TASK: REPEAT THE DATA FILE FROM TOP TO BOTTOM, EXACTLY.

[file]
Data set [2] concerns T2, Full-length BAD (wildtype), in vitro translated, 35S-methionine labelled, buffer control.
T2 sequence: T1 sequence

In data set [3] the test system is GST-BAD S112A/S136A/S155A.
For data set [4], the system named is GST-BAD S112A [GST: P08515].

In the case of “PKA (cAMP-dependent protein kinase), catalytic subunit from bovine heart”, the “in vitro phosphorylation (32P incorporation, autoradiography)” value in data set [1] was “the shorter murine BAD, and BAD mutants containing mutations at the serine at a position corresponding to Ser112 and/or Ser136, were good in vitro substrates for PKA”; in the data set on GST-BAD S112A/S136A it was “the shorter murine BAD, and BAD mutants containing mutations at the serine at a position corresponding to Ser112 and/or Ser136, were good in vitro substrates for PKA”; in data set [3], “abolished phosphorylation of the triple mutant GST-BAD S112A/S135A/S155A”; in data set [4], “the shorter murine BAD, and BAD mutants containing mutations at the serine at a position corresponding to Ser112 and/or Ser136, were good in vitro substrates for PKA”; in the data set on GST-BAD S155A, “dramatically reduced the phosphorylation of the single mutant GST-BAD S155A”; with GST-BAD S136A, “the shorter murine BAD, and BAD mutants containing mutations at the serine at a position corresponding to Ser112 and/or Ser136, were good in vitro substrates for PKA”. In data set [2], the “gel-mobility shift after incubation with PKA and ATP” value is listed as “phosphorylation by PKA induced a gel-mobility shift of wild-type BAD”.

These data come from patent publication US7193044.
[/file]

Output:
Data set [2] concerns T2, Full-length BAD (wildtype), in vitro translated, 35S-methionine labelled, buffer control.
T2 sequence: T1 sequence

In data set [3] the test system is GST-BAD S112A/S136A/S155A.
For data set [4], the system named is GST-BAD S112A [GST: P08515].

In the case of “PKA (cAMP-dependent protein kinase), catalytic subunit from bovine heart”, the “in vitro phosphorylation (32P incorporation, autoradiography)” value in data set [1] was “the shorter murine BAD, and BAD mutants containing mutations at the serine at a position corresponding to Ser112 and/or Ser136, were good in vitro substrates for PKA”; in the data set on GST-BAD S112A/S136A it was “the shorter murine BAD, and BAD mutants containing mutations at the serine at a position corresponding to Ser112 and/or Ser136, were good in vitro substrates for PKA”; in data set [3], “abolished phosphorylation of the triple mutant GST-BAD S112A/S135A/S155A”; in data set [4], “the shorter murine BAD, and BAD mutants containing mutations at the serine at a position corresponding to Ser112 and/or Ser136, were good in vitro substrates for PKA”; in the data set on GST-BAD S155A, “dramatically reduced the phosphorylation of the single mutant GST-BAD S155A”; with GST-BAD S136A, “the shorter murine BAD, and BAD mutants containing mutations at the serine at a position corresponding to Ser112 and/or Ser136, were good in vitro substrates for PKA”. In data set [2], the “gel-mobility shift after incubation with PKA and ATP” value is listed as “phosphorylation by PKA induced a gel-mobility shift of wild-type BAD”.

These data come from patent publication US7193044.